Ornithology: How birds perceive their song

Subsequent studies supported this hypothesis. In 2016, a research team led by Timothy Ginter of the University of California, San Diego, reported that starlings (Sturnus vulgaris) Transformed sequences are only recognizable if all subtleties are removed from the sounds. The results confirm the importance of microelements for animals when listening to their songs.

The waveform of an audio signal can be described at two levels: envelope and microstructure. The former consists of slow fluctuations in amplitude, while the latter consists of rapid fluctuations in frequency and amplitude within the waveform (see ‘Fine structure’). The fine structure of the audio signal reflects changes in the millisecond scale. Many ornithologists have ignored them in the past, in part because they are not immediately visible on spectrographs. However, if you look at the waveform of a single syllable at detailed amplification, its subtle phonetic structure becomes visible in its details.

© Spectrograms: Adam Fishbein (detail)

good structure | A closer look at the song of the indigo finch reveals the finest details, which the bird seems to be listening to rather than couplets. At the top of the figure we see the waveform of the audio signal at the beginning of the song. Zooming in on the characteristic section of the second syllable reveals the rapid fluctuations in frequency and amplitude that occur in milliseconds within a syllable (below).

Robert Dowling of the University of Maryland was a pioneer in the study of the precise structure of bird song. For decades, he and his colleagues have been investigating the ability of birds to detect such vocal details. In a landmark 2002 study, researchers tested the ability of birds and humans to distinguish between sounds that differ only in their subtle structure. All kinds of birds — zebra finches, canaries or parrots — fared much better: the animals were able to identify two to three times smaller differences in microstructure than humans. The exact physiological mechanism for this high sensitivity is still unknown. It is thought to be related to characteristics of the inner ear of birds, which, unlike humans, have a shorter, only slightly curved cochlea instead of a spirally coiled one.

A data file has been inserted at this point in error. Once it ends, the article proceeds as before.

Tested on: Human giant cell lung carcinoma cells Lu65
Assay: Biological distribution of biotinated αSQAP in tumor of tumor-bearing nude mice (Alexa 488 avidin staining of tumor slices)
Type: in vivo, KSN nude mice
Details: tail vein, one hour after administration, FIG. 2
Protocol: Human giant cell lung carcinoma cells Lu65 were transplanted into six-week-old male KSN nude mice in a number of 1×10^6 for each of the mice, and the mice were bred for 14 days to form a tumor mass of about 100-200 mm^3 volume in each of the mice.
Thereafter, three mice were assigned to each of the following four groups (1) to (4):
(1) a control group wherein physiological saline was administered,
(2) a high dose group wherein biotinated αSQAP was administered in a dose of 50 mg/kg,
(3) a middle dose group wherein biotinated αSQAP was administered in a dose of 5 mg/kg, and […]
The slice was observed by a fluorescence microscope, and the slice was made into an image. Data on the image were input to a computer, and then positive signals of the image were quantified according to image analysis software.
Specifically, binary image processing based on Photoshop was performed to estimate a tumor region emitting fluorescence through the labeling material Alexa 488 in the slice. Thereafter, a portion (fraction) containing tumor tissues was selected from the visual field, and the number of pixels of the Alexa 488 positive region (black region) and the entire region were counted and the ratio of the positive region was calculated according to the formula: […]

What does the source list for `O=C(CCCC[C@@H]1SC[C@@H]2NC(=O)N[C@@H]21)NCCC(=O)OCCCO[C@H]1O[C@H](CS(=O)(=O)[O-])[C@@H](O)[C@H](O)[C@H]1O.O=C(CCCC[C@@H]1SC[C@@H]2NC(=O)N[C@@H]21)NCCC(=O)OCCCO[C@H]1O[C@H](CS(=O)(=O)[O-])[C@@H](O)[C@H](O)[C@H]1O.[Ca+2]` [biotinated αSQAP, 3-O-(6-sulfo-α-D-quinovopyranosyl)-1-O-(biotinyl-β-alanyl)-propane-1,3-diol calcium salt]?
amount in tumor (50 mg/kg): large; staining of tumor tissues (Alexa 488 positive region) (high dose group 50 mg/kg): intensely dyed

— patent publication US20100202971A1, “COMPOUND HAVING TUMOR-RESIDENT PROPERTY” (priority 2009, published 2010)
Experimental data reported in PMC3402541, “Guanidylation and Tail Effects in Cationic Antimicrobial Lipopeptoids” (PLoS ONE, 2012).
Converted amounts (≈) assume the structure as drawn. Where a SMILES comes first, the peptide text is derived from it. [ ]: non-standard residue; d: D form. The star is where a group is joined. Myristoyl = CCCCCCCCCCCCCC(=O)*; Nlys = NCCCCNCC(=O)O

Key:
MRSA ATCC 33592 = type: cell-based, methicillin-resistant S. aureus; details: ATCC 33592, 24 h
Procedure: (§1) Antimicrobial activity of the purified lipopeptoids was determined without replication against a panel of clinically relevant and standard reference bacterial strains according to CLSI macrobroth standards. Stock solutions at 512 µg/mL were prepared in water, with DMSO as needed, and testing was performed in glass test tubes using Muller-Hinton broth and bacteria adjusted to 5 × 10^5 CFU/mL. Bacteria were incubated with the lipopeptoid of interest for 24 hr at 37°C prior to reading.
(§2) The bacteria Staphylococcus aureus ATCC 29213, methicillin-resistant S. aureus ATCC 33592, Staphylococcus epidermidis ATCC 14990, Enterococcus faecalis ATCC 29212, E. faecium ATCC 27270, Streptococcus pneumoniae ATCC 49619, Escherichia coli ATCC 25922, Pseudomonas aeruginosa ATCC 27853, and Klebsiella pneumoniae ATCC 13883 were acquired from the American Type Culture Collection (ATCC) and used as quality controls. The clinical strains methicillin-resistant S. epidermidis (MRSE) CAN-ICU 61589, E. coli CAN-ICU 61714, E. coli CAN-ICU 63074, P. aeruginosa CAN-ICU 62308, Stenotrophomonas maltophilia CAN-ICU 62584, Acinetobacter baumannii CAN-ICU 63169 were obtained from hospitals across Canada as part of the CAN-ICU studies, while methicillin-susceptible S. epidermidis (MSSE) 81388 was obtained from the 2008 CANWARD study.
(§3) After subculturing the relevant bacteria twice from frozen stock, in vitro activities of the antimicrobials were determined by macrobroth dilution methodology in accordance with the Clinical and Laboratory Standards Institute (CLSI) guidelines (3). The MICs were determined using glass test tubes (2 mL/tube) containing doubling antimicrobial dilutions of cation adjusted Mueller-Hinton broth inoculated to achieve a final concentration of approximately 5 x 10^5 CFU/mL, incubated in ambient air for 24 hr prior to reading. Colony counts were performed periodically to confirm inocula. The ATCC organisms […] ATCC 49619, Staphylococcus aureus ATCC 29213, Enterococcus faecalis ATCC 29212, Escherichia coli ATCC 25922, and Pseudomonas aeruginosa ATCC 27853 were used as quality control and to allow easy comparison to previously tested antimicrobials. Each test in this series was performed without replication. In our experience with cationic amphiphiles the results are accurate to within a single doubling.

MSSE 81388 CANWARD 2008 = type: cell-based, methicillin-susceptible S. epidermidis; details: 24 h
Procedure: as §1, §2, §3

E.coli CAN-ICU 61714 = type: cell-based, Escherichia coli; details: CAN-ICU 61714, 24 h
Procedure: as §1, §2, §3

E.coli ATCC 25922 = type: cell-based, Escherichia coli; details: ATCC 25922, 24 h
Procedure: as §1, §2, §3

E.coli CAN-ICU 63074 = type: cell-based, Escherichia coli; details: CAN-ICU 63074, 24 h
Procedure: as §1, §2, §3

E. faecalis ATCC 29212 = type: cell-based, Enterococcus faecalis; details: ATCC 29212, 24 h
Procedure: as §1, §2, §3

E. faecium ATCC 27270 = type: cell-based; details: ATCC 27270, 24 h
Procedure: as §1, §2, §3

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Seemingly simple performance

When I began comparing bird song to human speech in 2015 as part of my doctoral research at the University of Maryland, I didn’t attach any particular importance to this remarkable structure. Instead, I looked for the birds’ language-like grammatical skills. But as I delved deeper into the question and conducted many experiments, it became increasingly clear to me that perhaps the key to understanding bird song lay more in these subtle acoustic details than in the sequences in which it occurred.

The champion Dooling bird tested in his 2002 study was a zebra (Taeniopygia guttata). Native to Australia, this lively songbird has established itself as the most popular species in experimental songbird research—not least because it sings avidly and breeds successfully even in captivity. Moreover, its performance, which is performed exclusively by males, looks very simple: it consists of a single motif of three to eight stanzas, which – usually in the same order – are constantly repeated. Because of its clear structure, the song of the zebra finch is better suited to scientific studies than the calls of other birds. Since males learn the syllables and sequences that occur from the teacher—usually their father—it is reasonable to conclude that both aspects of the song play an important role in cognition.

We tested this hypothesis in 2018 by examining how well zebra finches could hear the difference between natural and manipulated song forms, in which some syllables appeared in either reverse or reverse order (see ‘Distinguishing vocal sequences’). To do this, we taught the birds to tell us about the differences in sound they noticed: First, their voices were played repeatedly. If they then press a button, an experiment will begin in which the tones change or remain the same. If the bird tapped a specific button with its beak while the sounds were changing, this was counted as a valid hit and the test animal received the food as a reward. On the other hand, if he clicked the button while the sound pattern remained the same, the lights in the cage went out as punishment and the result was classified as a bug. With the help of this experimental arrangement, we were able to determine the birds’ ability to distinguish between a natural, repetitive song motif and novel sounds (decorated or altered syllables). For the birds, the experience was all about getting tasty food.

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